Tank truck business improving, but driver shortage continues
Aug 1, 2002 12:00 PM, By Charles Wilson and Mary Davis
RECENT reports show that the US economy grew by 6.1 percent during the first quarter of 2002, and growth for the rest of the year should be around 3.5 percent. Tank truck carriers are among the industry sectors that have benefited from the economic upswing.
In fact, many carriers say they are running at close to capacity and are turning down loads. That's the upside. The downside is that no one seems sure if the business activity will last, and carriers are concerned that they won't be able to find enough new drivers to handle further business growth.
Chemical carriers contacted by Modern Bulk Transporter report single- and double-digit increases in business since January 2002. “We have been very busy for the last three months and are 20 percent ahead of last year overall,” says Steve Rush, president of Carbon Express, Wharton, New Jersey. “This increase in activity is due primarily to some new business and some campaigns by some of our shippers that are the exception.”
At Service Transport Company, Houston, Texas, the fleet is completely booked up some days, and long-time customers are asking for more trucks, according to Dennis Herrington, vice-president of quality assurance. Reasons for the surge in activity include new distribution strategies from existing customers, a number of new customers, and overflow from other tank truck carriers. In August, Service Transport will publish its first general rate increase (a single digit rise) since 1999.
Paul DeFalco, president of Linden Bulk Transportation Co, Linden, New Jersey, says he is seeing a moderate pickup in activity. “We're turning down some loads, and we are meeting with customers who hadn't approached us in the past, including 3PLs,” he says. “We're doing more business with other carriers than we ever did in the past. We believe the activity will carry through the rest of the year.”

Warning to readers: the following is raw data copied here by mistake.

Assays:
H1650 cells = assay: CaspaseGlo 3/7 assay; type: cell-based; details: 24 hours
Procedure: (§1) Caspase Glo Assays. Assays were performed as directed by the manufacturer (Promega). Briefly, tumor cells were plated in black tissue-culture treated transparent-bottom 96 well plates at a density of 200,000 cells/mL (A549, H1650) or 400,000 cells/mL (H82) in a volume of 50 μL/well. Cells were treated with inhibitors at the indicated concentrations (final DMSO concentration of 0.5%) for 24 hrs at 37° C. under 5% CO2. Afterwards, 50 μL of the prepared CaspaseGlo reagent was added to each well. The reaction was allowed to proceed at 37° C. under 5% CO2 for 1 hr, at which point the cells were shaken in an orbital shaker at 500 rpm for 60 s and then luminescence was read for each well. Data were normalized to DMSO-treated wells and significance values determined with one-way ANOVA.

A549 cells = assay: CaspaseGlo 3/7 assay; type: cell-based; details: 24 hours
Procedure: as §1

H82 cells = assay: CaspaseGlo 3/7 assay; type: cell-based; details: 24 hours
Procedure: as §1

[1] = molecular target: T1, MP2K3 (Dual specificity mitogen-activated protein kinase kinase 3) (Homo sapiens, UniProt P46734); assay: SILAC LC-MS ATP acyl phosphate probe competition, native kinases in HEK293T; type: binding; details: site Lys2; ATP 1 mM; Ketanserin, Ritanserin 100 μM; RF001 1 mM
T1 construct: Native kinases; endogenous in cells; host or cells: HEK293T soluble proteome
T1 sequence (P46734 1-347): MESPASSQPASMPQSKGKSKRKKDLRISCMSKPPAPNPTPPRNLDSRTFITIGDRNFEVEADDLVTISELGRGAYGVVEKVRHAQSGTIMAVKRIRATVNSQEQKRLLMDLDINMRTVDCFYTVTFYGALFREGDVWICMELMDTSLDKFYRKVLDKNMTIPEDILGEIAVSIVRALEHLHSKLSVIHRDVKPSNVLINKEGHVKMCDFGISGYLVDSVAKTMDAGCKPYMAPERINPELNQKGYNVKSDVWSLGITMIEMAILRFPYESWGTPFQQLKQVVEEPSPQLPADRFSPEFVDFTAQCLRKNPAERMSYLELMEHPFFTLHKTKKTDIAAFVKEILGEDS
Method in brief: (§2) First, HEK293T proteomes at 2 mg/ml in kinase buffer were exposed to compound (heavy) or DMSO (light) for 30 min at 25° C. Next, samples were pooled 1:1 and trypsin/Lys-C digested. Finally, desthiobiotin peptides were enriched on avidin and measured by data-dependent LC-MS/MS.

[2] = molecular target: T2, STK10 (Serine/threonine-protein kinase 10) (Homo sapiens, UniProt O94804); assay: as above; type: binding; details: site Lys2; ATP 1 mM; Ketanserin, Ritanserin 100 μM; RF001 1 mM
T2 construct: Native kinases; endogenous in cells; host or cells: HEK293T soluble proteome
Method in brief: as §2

“Business has picked up a little bit, but I'm not sure what the future holds,” says Bob Schurer, president of Transport Service Co, Hinsdale, Illinois. “Business had been down since July of 2000.” He suggested that increased activity at the mid-year point may have been a result of chemical shippers raising the prices of their products on July 1. Other carriers agree that this may have been a factor. Chemical users may have been doing some prebuying to beat the price increases.
Gary Slay, Slay Transportation Co, St Louis, Missouri, says his company's business picked up in the 10 to 12 weeks leading up to July. “We see it throughout our operations,” he added.
The good news is tempered on several fronts. The driver shortage is coming back with a vengeance. Schurer describes the driver situation as “critical.” He estimates Transport Service needs to add an additional 25 drivers to its current 450 pool.
Herrington says Service Transport could put more trucks on the road, if it had more drivers. “We've still got equipment parked, and we're turning down loads each week due to a lack of drivers,” he says.
Insurance rate increases remain a serious drain on carrier profitability. At Transport Service Co, insurance premiums rose 170 percent, according to Schurer. Part of that increase was because the company had a four-year policy to be renewed.
Rush also worries about further insurance increases. “Our insurance renewed last December and we took a slight increase,” he says. “We are worried about the next one for sure. Several competitors have advised us that they have been hit very hard. I do foresee in the event that we, too, are hit hard the necessity for an insurance surcharge.”
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